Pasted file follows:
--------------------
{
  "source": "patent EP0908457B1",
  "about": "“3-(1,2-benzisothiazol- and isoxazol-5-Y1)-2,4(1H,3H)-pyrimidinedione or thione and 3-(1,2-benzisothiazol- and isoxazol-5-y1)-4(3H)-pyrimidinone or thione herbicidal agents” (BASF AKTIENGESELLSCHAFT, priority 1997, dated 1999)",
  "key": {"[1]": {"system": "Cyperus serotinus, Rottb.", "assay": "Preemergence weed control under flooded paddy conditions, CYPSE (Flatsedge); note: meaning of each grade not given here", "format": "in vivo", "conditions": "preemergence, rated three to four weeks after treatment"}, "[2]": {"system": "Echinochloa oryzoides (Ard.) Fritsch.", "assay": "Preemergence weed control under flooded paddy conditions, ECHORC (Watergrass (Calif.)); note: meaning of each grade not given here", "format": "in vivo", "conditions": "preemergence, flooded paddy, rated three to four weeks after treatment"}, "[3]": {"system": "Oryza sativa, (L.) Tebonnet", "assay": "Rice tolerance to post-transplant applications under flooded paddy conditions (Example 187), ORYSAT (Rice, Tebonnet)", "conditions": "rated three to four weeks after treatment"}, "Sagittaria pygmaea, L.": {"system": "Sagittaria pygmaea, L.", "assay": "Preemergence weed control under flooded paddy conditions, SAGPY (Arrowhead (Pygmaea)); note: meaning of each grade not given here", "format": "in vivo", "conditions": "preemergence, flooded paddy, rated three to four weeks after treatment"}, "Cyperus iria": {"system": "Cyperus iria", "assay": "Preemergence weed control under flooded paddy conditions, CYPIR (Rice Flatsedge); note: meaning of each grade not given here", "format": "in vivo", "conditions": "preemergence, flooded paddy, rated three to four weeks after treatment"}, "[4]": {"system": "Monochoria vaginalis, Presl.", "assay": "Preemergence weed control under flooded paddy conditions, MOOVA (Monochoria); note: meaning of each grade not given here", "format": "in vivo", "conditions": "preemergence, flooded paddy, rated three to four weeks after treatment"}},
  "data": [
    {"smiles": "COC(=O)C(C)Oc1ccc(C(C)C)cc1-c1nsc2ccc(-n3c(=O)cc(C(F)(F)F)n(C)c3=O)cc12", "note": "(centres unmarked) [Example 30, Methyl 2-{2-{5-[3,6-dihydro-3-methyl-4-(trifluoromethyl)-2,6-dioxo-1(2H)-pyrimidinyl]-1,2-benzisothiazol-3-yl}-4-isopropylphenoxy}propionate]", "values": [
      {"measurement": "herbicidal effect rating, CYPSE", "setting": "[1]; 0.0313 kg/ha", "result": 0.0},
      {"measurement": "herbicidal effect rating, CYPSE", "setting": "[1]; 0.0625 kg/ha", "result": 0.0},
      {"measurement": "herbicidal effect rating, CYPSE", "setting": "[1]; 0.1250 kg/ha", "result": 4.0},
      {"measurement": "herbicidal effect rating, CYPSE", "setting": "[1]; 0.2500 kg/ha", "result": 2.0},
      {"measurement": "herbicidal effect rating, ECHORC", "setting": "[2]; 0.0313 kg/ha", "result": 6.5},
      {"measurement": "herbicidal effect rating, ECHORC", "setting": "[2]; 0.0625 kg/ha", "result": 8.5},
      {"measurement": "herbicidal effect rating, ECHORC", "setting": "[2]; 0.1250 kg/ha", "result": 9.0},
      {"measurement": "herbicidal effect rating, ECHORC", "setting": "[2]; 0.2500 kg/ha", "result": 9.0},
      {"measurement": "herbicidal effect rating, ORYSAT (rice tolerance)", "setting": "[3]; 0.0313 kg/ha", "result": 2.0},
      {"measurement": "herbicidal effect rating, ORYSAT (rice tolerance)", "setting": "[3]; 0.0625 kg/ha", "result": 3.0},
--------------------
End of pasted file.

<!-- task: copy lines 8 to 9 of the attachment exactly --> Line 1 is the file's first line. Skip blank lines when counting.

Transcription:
      {"measurement": "herbicidal effect rating, CYPSE", "setting": "[1]; 0.0625 kg/ha", "result": 0.0},
      {"measurement": "herbicidal effect rating, CYPSE", "setting": "[1]; 0.1250 kg/ha", "result": 4.0},